The art in this issue is another fine job by Mike Hawthorne. Hawthorne brings some serious storytelling chops to Conan. His panel to panel continuity reminds me of guys like Buscema and Gil Kane who knew how to move a story along and to actually tell the story with pictures. Hawthorne isn't interested in drawing loosely connected pin-ups, as many modern comics artists seems to be. He also spends a lot of time on facial expressions, so that the reader gets a better idea of the character's thoughts and emotional state. He doesn't just draw everyone scowling all the time. You can see Hawthorne's Conan thinking. His action scenes are first rate too. When Conan finally breaks free, get out of the way.
Anyway, issue #12 is a fine finish for the series. Well written and well drawn, with action, humor, and suspense. This week also saw the arrival of the Hardback collection of the first six issues of Road of Kings. I snatched that one up. I expect to re-read this series quite a bit in the future. So if you missed the original run, snag the hardback or the trade when it's out. Recommended

Tuesday, January 17, 2012

This Just In

Woke up to some good news this morning. The novel I wrote with James A. Moore has been picked up and will be published in hardback this year. More details when I have them. Look mom, I'm a novelist.

Monday, January 16, 2012

The House of Silk

I'd read a lot of favorable reviews about Anthony Horowitz's authorized Sherlock Holmes novel, The House of Silk, so I was ready to give it a try. I'm happy to say that the book lives up to the hype. It is not only a very good Sherlock Holmes pastiche, but also a good mystery/suspense novel on its own merits.
I've read well over 200 Sherlock Holmes pastiches, some good, many bad, but few excellent. I'd put The House of Silk near the top of the list. Why? To begin with, it feels like a Sherlock Holmes story. Horowitz isn't Doyle, but he has a good feel for Holmes and Watson. Their personalities are intact and the dialog reads true. During the first 80 or so pages, I got that familiar feeling of setting off on an adventure with Holmes, knowing that he would bring order out of chaos and set things right. And I think Horowitz was banking on that. That Holmes fans would slip into that groove with him.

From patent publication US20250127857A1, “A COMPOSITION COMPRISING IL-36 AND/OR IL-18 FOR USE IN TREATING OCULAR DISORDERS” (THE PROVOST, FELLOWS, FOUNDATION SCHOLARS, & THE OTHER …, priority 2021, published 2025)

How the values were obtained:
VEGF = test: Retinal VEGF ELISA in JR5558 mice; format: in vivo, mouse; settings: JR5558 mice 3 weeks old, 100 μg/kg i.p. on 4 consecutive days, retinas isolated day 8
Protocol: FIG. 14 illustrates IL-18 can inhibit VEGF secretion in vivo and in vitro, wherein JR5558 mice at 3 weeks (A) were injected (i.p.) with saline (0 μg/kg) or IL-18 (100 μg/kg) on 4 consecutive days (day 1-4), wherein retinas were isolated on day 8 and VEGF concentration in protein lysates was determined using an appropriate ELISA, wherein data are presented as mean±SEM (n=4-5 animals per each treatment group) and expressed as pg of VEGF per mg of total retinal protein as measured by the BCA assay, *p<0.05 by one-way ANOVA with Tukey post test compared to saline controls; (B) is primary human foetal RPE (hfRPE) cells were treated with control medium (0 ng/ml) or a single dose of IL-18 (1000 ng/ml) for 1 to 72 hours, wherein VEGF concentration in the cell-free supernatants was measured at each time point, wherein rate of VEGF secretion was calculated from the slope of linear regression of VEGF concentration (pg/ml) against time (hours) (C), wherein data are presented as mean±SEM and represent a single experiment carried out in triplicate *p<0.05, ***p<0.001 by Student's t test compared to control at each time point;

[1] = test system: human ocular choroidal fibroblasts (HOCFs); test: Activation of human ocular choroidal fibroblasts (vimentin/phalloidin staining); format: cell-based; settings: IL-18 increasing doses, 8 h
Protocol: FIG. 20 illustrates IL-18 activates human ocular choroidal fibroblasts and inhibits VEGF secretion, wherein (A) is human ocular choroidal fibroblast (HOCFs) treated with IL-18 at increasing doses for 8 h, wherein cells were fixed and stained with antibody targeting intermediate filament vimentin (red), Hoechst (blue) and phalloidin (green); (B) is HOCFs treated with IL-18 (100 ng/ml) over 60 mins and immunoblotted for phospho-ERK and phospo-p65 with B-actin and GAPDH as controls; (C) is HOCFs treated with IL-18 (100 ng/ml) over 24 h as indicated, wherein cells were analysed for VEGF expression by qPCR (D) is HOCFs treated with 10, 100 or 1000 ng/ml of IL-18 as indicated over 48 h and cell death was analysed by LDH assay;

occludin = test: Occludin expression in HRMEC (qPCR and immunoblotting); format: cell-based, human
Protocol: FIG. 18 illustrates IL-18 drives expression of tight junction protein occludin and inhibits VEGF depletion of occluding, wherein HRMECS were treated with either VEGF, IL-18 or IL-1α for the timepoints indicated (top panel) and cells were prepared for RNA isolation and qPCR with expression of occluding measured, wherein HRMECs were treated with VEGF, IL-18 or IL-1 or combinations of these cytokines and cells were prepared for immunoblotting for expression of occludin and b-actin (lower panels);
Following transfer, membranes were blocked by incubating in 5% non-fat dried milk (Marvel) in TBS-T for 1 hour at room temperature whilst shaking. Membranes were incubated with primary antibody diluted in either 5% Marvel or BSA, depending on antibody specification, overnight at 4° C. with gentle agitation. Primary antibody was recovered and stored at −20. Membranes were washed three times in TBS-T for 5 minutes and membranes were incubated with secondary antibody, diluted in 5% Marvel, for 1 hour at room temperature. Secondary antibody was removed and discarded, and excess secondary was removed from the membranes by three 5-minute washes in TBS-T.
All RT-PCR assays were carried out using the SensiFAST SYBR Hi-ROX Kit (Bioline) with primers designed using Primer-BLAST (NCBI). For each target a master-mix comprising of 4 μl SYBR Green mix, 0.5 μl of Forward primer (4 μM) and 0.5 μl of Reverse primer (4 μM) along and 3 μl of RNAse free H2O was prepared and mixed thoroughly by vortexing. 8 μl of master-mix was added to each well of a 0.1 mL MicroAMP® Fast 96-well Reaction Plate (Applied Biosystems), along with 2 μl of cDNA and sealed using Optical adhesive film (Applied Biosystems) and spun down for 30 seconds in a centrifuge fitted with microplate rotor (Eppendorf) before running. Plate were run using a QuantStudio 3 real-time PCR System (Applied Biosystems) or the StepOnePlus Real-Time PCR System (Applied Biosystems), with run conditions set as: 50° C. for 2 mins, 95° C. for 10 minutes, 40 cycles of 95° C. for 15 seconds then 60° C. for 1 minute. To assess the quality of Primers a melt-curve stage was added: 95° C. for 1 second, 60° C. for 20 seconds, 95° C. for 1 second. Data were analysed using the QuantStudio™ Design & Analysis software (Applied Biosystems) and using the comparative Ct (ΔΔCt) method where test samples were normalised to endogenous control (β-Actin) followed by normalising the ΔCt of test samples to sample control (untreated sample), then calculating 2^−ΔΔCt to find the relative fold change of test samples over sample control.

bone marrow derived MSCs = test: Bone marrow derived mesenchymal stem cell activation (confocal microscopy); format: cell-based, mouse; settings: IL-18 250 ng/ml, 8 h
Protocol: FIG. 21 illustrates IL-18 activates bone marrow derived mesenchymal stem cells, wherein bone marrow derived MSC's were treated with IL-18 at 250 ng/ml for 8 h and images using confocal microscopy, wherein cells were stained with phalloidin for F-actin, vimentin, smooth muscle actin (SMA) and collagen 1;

Then, about page 90, things suddenly take a darker turn and Horowitz sends the great detective and his friend and assistant Watson into very "deep waters" indeed, and as the book progresses we follow Holmes into a Victorian nightmare. What impressed me about this approach was that, even though Horowitz adds some layers of realism to the crimes and the criminals that Holmes must confront, he doesn't loose sight of his protagonists. They remain the characters we know.
I'm purposefully not giving many plot details because this is a twisty, twisty tale and I don't want to give anything away. I will say, that while I figured out most of the mysteries and caught most of the clues, one thing did escape me. I always think someone has done a great job with a mystery if they 'played fair' and still managed to slip something past me. I've read thousands of mysteries and I know what to watch out for. Nothing comes out of left field in the end. All the facts were available. You just have to interpret them correctly.
Anyway, I certainly enjoyed this novel, and if the Conan Doyle estate wants Mr. Horowitz to write any more adventures of Sherlock Holmes, I'll certainly pick them up. Recommended.

Saturday, January 14, 2012

Digital Holmes

Well the Kindle arrived yesterday. Have to say, the thing comes pretty much ready to go out of the box. However it doesn't come with any books, and since I've got plenty to read this weekend, I didn't have anything I wanted to buy, but of course I wanted to try out my new toy. So I went to the free section and downloaded The Adventures of Sherlock Holmes, one of my favorite books of all time. A few seconds later I was re-reading The Red-Headed League on my shiny new Kindle. One wonders what Sir Arthur Conan Doyle would have thought of his books being transmitted through the ether. Anyway, League is still a classic, no matter the format.

Friday, January 13, 2012

Steve Ditko Omnibus Vol II